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Re: [Pulp-list] Cleaning up user authentication



+1. Great suggestions and yes, I am definitely planning to re-structure and improve this part of the code when porting users and permissions to v2 with the help of jconnor, since he had worked on the authorization in v1 and he was not too happy with the way it is structured either :-) .

On 06/20/2012 06:55 PM, Nick Coghlan wrote:
I'm currently looking into patching Pulp to enable Kerberos logins to
the REST API, and noticed that the current authentication handling
mechanism is a little less than elegant (the comments in the code don't
put it quite so politely).

I figured I would share some thoughts on one possible way to clean it up.

First, some design goals:

1. Don't check authentication methods that aren't configured (i.e. if
the oauth fields aren't set, don't even check for oauth authentication)
2. Make it easy to add new authentication methods (like web server
preauthentication).
3. Ensure each authenticator can customise the auth failure message when
appropriate

The approach that comes to mind is to replace the current if/elif chain
in pulp.server.webservices.controllers.decorators.auth_required with:

     try:
         user = get_authenticated_user()
     except AuthenticationFailed as ex: # AuthenticationFailed, ex to
support 2.4
         return self.unauthorised(str(ex))

get_authenticated_user() would just be a search loop that did the following:

     def get_authenticated_user():
         for authenticate_user in <registered authentication functions>:
             user = authenticate_user()
             if user is not None:
                 return user
         raise AuthenticationFailed('Authentication Required')

And an initial list of authentication functions:

     def password_authentication():
         username, password = http.username_password()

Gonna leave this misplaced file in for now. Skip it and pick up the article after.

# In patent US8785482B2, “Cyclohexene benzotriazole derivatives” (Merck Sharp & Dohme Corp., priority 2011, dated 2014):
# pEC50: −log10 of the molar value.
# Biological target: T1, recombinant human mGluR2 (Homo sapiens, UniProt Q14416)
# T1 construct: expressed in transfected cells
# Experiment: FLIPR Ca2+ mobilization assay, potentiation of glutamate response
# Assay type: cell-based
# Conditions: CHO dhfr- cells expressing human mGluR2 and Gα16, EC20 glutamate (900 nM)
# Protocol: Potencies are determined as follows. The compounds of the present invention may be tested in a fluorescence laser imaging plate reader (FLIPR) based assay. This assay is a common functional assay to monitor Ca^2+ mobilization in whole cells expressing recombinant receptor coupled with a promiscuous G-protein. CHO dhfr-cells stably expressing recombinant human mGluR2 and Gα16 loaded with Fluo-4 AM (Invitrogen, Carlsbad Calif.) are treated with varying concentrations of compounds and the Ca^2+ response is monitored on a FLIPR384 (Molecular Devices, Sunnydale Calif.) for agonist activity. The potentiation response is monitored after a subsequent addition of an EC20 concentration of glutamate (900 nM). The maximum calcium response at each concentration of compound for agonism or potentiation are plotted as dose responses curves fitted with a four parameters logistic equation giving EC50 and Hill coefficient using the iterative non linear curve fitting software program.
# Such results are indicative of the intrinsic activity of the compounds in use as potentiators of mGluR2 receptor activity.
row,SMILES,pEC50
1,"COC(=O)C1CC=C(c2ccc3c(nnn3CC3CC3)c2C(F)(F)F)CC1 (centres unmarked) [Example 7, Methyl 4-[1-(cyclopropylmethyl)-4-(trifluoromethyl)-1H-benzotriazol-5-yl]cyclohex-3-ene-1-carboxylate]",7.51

if username is None:
             return None
         user = check_username_password(username, password)
         if user is None:
             raise AuthenticationFailed('Invalid username or password')
         return user

     def user_cert_authentication(cert_checker):
         cert_pem = http.ssl_client_cert()
         if cert_pem is None:
             return None
         return check_user_cert(cert_pem)

     def consumer_cert_authentication(cert_checker):
         cert_pem = http.ssl_client_cert()
         if cert_pem is None:
             return None
         return check_consumer_cert(cert_pem)

     # Only install this one if oauth is configured
     def oauth_authentication():
         username = http.request_info('HTTP_PULP_USER')
         auth = http.http_authorization()
         cert_pem = http.ssl_client_cert()
         if username is None or auth is None:
             if cert_pem is not None:
                 raise AuthenticationFailure('Invalid SSL Certificate')
             return None
         meth = http.request_info('REQUEST_METHOD')
         url = http.request_url()
         query = http.request_info('QUERY_STRING')
         user = check_oauth(username, meth, url, auth, query)
         if user is None:
             raise AuthenticationFailure('Invalid OAuth Credentials')
         return user

With such a setup, it would also be possible to change the way LDAP is
handled to install a different password authenticator when it is
enabled, so the check for whether or not to fallback to an LDAP lookup
doesn't need to be repeated on each login attempt.

I haven't gone into detail on how the list of authentication functions
would get populated, since I don't know enough about the startup and
configuration sequence for the server to sensibly comment on that aspect.

Anyway, hopefully these thoughts might prove useful if anyone decides to
bite the bullet and actually clean up the authentication handling code :)

Cheers,
Nick.

[1] https://bugzilla.redhat.com/show_bug.cgi?id=831937



--
Sayli Karmarkar

Software Engineer
Systems Management and Cloud Enablement
http://www.redhat.com


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